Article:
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  • Megan Yates

The Data Scientist’s Guide to New Year’s Resolutions

Each year, with the promise of a fresh start, we make resolutions to bring about positive change in our lives. Our choice of New Year’s Resolution is fairly predictable - we want to improve ourselves, get fit, be more organized, lose weight, quit smoking, make or save more money, spend more time with our families, travel more, drink less or make better decisions. Unfortunately most resolutions don’t last long. Let’s look at some statistics on New Year’s resolutions:

The top 5 resolutions for 2018 were:

1. Losing weight / healthier eating 2. Get more exercise 3. Save (more) money 4. Focus on self-care 5. Read more

However, the statistics show that:

/41% of people tend to make New Year’s Resolutions, while just 9.2% feel they were successful in achieving their resolutions

/37.8% of people in their twenties felt they achieved their resolution each year, compared to just 16.3% of people over fifty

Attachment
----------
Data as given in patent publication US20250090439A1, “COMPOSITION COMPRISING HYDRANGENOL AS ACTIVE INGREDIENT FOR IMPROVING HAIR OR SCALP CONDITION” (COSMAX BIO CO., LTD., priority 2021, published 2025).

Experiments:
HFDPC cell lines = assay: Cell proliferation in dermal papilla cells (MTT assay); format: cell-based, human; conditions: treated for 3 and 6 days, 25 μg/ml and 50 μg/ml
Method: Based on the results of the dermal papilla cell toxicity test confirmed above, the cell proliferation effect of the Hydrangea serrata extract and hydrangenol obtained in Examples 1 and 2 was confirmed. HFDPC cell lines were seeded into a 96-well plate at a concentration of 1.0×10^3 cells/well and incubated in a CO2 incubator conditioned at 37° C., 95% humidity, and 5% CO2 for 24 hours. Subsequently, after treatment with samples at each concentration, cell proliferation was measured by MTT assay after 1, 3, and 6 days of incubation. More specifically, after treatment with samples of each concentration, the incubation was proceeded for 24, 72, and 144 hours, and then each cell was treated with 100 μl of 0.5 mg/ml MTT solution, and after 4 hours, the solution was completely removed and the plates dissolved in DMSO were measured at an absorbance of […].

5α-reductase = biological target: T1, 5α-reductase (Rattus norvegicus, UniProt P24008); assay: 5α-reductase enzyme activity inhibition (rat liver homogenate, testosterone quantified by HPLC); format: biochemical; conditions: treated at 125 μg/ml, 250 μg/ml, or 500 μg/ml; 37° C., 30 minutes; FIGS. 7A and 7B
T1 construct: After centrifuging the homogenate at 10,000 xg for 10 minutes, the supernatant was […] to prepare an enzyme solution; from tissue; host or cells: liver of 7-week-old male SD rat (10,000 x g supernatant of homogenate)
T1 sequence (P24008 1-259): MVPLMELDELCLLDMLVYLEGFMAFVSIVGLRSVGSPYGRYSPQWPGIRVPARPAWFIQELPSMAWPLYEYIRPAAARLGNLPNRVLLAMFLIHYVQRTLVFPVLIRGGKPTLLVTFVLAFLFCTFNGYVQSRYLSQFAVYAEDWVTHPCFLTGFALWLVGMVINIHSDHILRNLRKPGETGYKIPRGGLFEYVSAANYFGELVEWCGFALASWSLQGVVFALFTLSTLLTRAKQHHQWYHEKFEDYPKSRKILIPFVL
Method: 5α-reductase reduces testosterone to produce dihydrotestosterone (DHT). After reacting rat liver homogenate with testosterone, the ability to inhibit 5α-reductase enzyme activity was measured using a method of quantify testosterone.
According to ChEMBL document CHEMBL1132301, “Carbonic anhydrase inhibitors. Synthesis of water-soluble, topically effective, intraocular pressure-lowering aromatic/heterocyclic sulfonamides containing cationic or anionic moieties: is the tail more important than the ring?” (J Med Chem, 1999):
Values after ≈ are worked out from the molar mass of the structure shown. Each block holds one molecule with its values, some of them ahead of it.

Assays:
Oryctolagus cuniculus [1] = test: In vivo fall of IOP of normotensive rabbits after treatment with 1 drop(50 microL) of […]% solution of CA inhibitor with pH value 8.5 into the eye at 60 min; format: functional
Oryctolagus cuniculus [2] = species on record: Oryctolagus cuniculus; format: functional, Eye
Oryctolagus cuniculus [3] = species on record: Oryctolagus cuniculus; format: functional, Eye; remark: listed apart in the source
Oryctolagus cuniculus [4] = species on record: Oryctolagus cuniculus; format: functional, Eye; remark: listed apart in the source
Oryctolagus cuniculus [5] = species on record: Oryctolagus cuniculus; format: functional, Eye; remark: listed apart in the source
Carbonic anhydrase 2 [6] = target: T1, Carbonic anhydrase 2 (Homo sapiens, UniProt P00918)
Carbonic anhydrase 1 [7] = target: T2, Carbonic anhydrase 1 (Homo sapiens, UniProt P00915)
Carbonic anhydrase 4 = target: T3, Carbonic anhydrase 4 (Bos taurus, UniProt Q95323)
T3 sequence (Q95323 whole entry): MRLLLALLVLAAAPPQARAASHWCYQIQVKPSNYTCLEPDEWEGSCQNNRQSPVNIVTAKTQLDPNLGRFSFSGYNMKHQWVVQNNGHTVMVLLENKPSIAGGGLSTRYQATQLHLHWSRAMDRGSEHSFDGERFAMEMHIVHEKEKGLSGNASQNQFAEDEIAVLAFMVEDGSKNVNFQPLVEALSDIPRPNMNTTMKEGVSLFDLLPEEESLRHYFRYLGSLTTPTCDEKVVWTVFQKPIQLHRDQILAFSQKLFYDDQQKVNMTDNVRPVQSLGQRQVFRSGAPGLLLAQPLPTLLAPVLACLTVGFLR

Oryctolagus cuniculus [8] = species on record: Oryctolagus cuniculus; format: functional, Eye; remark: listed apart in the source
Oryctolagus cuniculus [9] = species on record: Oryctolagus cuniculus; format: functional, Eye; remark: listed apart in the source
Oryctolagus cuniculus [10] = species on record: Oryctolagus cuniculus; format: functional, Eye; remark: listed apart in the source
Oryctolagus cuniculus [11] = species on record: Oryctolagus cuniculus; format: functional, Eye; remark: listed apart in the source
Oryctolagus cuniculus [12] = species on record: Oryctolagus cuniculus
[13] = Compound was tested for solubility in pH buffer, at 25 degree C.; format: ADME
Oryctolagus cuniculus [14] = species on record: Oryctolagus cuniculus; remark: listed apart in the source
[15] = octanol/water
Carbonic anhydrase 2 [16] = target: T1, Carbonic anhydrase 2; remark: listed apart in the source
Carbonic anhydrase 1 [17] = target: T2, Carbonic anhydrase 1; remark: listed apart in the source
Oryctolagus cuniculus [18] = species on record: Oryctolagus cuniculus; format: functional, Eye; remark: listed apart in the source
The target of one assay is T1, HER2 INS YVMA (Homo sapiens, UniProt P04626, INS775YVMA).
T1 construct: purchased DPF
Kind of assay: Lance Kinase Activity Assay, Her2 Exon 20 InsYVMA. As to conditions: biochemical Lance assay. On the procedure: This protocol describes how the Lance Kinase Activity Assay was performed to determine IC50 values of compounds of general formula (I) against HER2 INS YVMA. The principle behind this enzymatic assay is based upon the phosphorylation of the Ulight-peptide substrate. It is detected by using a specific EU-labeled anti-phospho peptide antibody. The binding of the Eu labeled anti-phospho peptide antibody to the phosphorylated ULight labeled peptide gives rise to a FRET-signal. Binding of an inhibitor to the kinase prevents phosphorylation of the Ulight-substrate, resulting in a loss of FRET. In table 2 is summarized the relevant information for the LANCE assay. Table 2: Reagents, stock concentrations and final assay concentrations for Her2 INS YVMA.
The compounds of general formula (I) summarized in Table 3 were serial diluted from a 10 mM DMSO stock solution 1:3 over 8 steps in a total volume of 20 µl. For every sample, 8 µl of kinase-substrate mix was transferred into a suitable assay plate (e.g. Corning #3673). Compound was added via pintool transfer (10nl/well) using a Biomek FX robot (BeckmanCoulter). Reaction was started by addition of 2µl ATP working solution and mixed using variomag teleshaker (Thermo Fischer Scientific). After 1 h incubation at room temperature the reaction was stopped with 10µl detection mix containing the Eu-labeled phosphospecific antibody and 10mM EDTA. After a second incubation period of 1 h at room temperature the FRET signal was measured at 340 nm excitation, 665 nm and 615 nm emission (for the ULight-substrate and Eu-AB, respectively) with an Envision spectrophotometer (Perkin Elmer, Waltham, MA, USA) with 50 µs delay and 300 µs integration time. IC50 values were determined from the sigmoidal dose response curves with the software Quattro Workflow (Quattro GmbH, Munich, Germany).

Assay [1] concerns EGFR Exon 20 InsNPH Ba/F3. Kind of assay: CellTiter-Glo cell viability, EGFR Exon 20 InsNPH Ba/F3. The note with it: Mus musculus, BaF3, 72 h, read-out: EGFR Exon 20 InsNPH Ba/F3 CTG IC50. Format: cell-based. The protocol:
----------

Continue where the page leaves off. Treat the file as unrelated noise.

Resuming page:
/72.8% of resolutions were maintained within the first week of the year. This figure declines over time, with just 44% of resolutions made at the beginning of the year being kept past the 6 month mark

The most common resolutions are also the ones most likely to fail and a 2016 study found that enjoyment was the biggest factor in determining whether resolutions would be successful or not.

Resolutions often fail because we set too many or they’re unrealistic to achieve - let’s apply these stats to help us set better resolutions:

/Outline a plan and set checkpoints throughout the year to keep track of your resolutions and as actor Cary Grant resolved, “Never to make a resolution which won’t be as important on ... the 10th of July as it is on the 1st of January”

/Don’t wait for 1 January - resolutions don’t need to be confined to the beginning of the year

/As you age, you should become increasingly watchful of keeping your resolutions

/Instead of regurgitating the same old resolutions (see list above), outline detailed plans that are specific to your goals

/Make sure your resolutions carry some type of reward

If all of this sounds tough, this last stat should help: people who set New Year’s resolutions are ten times more likely to achieve their goals than those who don’t! So don’t be too cynical about those generic New Year’s resolutions we all tend to set every year.

References: (US statistics)

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